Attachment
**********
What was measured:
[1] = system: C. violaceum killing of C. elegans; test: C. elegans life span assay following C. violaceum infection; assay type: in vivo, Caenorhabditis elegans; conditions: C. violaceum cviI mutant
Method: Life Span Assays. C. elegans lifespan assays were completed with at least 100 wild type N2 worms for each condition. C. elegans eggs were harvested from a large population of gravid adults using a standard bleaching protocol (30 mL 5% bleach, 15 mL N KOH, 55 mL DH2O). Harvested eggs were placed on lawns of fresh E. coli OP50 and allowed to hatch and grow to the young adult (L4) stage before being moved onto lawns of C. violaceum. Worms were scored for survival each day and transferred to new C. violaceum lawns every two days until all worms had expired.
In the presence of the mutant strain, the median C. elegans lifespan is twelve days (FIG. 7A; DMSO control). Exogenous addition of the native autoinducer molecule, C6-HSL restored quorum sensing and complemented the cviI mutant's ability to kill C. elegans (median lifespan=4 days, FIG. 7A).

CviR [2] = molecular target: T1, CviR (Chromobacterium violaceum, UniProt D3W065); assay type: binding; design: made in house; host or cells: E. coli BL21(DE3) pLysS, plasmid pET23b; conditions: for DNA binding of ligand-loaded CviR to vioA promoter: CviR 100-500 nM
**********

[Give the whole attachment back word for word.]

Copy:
What was measured:
[1] = system: C. violaceum killing of C. elegans; test: C. elegans life span assay following C. violaceum infection; assay type: in vivo, Caenorhabditis elegans; conditions: C. violaceum cviI mutant
Method: Life Span Assays. C. elegans lifespan assays were completed with at least 100 wild type N2 worms for each condition. C. elegans eggs were harvested from a large population of gravid adults using a standard bleaching protocol (30 mL 5% bleach, 15 mL N KOH, 55 mL DH2O). Harvested eggs were placed on lawns of fresh E. coli OP50 and allowed to hatch and grow to the young adult (L4) stage before being moved onto lawns of C. violaceum. Worms were scored for survival each day and transferred to new C. violaceum lawns every two days until all worms had expired.
In the presence of the mutant strain, the median C. elegans lifespan is twelve days (FIG. 7A; DMSO control). Exogenous addition of the native autoinducer molecule, C6-HSL restored quorum sensing and complemented the cviI mutant's ability to kill C. elegans (median lifespan=4 days, FIG. 7A).

CviR [2] = molecular target: T1, CviR (Chromobacterium violaceum, UniProt D3W065); assay type: binding; design: made in house; host or cells: E. coli BL21(DE3) pLysS, plasmid pET23b; conditions: for DNA binding of ligand-loaded CviR to vioA promoter: CviR 100-500 nM